Artemis 1 rocket: what will the Nasa moon mission be carrying into space?

Artemis 1 rocket
Artemis 1 rocket

Artemis 1 rocket: On Monday, the Orion spacecraft will be launched by NASA from the Kennedy Space Center in Florida. NASA’s new moon rocket is about to launch. Artemis I won’t land on the moon, but it will travel farther than any human-made vehicle before.

Artemis I will launch from Florida’s Kennedy Space Center

Artemis 1 rocket: Helga, Zohar, and Moonikin Campos will be NASA’s three astronauts. These high-tech manikins will investigate how the human body reacts to space travel. Helga and Zohar will assess the impact of radiation on women in space, and Moonikin Campos will track how rough a trip to the moon may be. These manikins may not appear remarkable, but they’re crucial to NASA’s plans to take astronauts to the moon and Mars. They’re one of numerous science experiments on the expedition aimed to improve space travel knowledge.

Monday morning, Artemis I will launch from Florida’s Kennedy Space Center. NASA’s launch window is 8:33-10:33 am ET. The Space Launch System (SLS), NASA’s most powerful rocket, will launch with Orion on its nose. After leaving orbit, Orion will fly beyond the moon and hundreds of kilometres beyond it before returning to Earth — a 42-day, 1.3 million-mile trek. Monday, 6:30 am ET is launch time.

All aboard Artemis 1

The SLS will bring NASA to the moon’s surface. The rocket is taller than the Statue of Liberty and can lift 8.8 million pounds. SLS has multiple stages like other launch vehicles. Each stage helps the rocket escape Earth’s gravity, enter space, and burst through the atmosphere. The SLS features two solid rocket boosters and a 212-foot-tall, 700,000-gallon core stage to do this. This is NASA’s largest core stage. The boosters will fire for 2 minutes after launch before landing in the Atlantic. In 8 minutes comes the core stage. ICPS will circle Earth once. 90 minutes into the flight, the ICPS will “strongly push” Orion.

Whitman Cobb believes Congress tolerated the over-budget

Artemis 1 rocket: The SLS is outdated. Several of its primary engines are from the 2011-ended NASA Space Shuttle programme. Other space flights use reusable rocket boosters, but not SLS. SLS is different from SpaceX’s Starship. SpaceX won a $2.9 billion NASA contract and aims to launch Starship in six months. Congress’ backing for SLS is unpopular in the space industry because the project ran over budget and was repeatedly delayed, while private companies are creating cheaper alternatives.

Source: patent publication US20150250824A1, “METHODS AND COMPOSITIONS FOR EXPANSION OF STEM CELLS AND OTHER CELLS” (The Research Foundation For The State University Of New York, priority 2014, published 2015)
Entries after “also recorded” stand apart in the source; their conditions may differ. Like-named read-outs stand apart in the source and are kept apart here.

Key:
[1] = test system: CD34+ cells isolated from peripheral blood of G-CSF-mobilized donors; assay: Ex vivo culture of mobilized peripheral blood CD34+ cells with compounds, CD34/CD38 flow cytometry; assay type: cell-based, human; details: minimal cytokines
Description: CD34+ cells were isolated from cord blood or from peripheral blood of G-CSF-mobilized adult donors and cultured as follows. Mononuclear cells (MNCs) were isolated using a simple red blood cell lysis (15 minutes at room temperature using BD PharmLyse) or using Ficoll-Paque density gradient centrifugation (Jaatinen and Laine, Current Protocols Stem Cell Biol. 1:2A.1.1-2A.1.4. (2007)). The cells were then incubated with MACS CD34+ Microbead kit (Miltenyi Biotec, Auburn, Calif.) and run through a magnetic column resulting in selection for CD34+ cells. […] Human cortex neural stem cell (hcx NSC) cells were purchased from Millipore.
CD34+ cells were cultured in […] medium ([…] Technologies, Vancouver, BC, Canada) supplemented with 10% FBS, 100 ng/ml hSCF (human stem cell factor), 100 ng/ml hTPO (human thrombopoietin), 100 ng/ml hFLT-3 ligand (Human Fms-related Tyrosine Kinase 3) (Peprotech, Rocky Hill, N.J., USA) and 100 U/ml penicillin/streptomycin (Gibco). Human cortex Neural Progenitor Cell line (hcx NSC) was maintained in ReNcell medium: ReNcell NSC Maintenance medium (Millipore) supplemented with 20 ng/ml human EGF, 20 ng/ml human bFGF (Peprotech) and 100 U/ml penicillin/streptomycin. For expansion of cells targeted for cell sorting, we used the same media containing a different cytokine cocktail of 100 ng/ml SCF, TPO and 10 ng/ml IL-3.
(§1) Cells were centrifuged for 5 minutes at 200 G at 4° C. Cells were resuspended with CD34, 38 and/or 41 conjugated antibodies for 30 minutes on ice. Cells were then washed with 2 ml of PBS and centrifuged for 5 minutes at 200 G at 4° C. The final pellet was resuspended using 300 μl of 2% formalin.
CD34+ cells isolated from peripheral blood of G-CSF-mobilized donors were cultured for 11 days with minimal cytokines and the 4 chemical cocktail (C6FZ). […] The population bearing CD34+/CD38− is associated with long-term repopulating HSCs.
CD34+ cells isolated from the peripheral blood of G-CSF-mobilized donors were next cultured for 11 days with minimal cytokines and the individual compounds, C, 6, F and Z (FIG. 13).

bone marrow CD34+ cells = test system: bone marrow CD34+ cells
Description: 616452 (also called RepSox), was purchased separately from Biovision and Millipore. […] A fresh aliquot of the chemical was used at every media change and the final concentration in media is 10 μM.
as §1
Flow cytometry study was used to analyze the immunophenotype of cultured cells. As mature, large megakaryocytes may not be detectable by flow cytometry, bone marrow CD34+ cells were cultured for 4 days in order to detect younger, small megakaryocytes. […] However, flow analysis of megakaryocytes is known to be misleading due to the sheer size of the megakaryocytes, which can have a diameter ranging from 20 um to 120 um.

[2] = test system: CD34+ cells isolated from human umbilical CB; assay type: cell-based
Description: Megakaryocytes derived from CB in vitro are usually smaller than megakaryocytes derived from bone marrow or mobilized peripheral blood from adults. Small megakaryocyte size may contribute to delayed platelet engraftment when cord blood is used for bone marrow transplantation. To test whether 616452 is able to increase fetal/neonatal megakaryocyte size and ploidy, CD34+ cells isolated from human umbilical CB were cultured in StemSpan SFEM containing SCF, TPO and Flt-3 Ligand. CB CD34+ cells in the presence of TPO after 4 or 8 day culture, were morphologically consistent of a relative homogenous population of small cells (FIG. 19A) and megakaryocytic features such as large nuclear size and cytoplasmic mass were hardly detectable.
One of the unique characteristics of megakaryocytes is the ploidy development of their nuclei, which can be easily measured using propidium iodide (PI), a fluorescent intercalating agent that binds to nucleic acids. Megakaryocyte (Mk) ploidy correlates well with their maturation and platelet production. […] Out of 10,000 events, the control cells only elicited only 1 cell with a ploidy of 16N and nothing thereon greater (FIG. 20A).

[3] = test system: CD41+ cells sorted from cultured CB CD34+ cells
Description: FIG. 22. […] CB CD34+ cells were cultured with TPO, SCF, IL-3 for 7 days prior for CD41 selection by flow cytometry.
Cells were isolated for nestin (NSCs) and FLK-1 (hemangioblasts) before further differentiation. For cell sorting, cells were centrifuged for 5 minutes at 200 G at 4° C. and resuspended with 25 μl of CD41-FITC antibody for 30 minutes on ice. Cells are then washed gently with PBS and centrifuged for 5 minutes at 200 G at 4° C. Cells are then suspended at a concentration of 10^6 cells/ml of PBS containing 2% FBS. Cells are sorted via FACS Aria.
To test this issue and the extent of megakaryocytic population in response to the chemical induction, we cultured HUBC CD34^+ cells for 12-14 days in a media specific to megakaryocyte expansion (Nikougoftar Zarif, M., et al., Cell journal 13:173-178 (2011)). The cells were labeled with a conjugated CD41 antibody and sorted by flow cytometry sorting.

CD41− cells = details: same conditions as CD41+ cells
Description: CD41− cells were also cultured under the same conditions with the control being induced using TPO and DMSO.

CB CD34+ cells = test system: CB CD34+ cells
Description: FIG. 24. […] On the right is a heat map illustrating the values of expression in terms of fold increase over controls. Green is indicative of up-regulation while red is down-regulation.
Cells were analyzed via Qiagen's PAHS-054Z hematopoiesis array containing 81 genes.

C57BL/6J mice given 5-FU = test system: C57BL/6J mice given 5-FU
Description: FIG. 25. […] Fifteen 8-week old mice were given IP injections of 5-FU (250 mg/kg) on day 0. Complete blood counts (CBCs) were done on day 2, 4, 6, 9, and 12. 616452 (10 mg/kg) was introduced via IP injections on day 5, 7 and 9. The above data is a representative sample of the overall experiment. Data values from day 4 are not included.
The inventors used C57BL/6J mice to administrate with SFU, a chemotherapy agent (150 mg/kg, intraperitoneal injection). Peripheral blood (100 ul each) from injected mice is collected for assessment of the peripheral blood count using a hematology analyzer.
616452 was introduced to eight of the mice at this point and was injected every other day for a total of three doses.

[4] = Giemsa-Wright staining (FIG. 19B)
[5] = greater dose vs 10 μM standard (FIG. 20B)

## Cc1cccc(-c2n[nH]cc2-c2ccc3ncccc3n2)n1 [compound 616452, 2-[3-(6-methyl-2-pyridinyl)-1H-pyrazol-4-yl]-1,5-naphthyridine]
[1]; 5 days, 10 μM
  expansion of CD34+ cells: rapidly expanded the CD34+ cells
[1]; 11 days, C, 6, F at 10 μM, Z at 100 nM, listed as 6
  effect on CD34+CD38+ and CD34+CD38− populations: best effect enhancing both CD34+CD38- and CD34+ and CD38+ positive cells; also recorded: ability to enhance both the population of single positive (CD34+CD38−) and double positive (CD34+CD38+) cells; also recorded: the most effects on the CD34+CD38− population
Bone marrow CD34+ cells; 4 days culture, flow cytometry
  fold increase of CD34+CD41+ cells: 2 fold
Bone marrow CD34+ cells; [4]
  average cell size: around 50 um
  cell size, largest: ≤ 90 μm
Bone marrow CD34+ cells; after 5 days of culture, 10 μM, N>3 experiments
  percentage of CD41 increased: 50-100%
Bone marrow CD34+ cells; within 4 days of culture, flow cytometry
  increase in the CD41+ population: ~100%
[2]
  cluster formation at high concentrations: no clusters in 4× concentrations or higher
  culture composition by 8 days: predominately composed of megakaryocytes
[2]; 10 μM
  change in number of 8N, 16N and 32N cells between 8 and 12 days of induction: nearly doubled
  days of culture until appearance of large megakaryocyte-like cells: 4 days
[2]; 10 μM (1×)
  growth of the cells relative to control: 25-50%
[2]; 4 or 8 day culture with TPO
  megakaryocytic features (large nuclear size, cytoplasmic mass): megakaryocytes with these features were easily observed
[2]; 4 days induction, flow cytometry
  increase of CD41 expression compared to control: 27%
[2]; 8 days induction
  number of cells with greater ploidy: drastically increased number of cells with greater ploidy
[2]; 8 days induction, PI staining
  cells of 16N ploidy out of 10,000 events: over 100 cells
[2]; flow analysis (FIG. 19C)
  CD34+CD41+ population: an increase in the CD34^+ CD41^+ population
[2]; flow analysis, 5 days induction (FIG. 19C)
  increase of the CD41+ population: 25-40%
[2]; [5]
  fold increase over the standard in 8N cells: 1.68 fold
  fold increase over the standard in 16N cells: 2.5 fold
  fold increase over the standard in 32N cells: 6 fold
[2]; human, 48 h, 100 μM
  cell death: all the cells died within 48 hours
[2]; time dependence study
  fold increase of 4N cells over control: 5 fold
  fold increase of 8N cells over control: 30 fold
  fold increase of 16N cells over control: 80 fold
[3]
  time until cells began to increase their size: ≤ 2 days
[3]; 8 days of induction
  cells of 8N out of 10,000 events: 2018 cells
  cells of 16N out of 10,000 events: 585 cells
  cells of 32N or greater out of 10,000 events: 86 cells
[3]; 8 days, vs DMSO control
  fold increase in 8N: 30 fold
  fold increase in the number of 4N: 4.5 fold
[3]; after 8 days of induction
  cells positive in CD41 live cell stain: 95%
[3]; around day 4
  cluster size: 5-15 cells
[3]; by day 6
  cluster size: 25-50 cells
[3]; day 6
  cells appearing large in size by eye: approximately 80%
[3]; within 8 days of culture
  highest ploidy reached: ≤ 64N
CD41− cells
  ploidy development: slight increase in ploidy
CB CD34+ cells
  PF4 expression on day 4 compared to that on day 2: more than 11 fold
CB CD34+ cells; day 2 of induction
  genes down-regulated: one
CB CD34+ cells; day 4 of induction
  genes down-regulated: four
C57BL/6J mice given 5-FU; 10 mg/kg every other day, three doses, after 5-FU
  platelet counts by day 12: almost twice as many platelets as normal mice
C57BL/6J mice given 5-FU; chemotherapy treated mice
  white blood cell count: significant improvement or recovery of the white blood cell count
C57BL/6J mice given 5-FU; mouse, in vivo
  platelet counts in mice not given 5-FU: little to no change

Whitman Cobb believes Congress tolerated the over-budget, behind-schedule SLS to keep money and employment in key districts. NASA’s Orion, intended for Artemis missions and Mars trips, has significant support. Lockheed Martin constructed the wing-like spaceship. Artemis is Orion’s crew module. The crew compartment will have sleeping bags, new NASA-recipe space food bars, and a zero-gravity, all-gender space toilet.

Orion also has a yeast radiation experiment

Science experiments will be on board. Zohar and Helga are NASA manikins made of 38 plastic flesh slices, 5,600 sensors, and 34 radiation detectors. Future astronauts will be concerned about space’s high radiation level if missions are longer and more ambitious. These radiation-sensitive manikins have breasts and uteruses. Engineers are studying the AstroRed safety gear to protect astronauts from radiation, especially solar flares. NASA will study how much the AstroRed helped Helga.

Orion also has a yeast radiation experiment. Researchers want to expose freeze-dried yeast to fluid for three days in space. Scientists will test the yeast’s DNA after Orion returns to Earth. The experiment could help future space travelers stay healthy. Amazon’s Alexa voice assistant is also on board. Amazon, Cisco, and Lockheed Martin created Callisto to interact with astronauts. The engineers say the technology is meant to provide aid and friendship.

Apollo 11 mementos, including a sample of moon dust and an engine

Callisto is an independent payload aboard Orion and has no control over flight control or other mission-critical systems, says Amazon’s Justin Nikolaus. Other items are sentimental. Shaun the Sheep from Wallace and Gromit will be on Orion. So will a Snoopy doll have dressed as an astronaut and a Peanuts pen nib wrapped in a comic strip. Apollo 11 mementos, including a sample of moon dust and an engine, are also travelling.

Beyond the moon

Artemis 1 rocket won’t return some of its most essential research. The mission will launch 10 CubeSats into lunar orbit. NASA and private corporations might utilize this data to navigate on and around the moon.

LunIR will evaluate the lunar surface’s safety via infrared imaging, which could influence where astronauts travel. The Lunar IceCube spacecraft will search for lunar water that NASA could exploit. NEA Scout will visit a neighboring asteroid to educate future crewed missions. After the spacecraft is far away, the Orion Stage Adapter will launch the satellites.

All this depends on Artemis I’s success. NASA must examine SLS and Orion’s launch performance. We won’t know for a while how well Orion survives its atmospheric descent. If all goes well, the Orion capsule will splash down in the Pacific Ocean on October 10.

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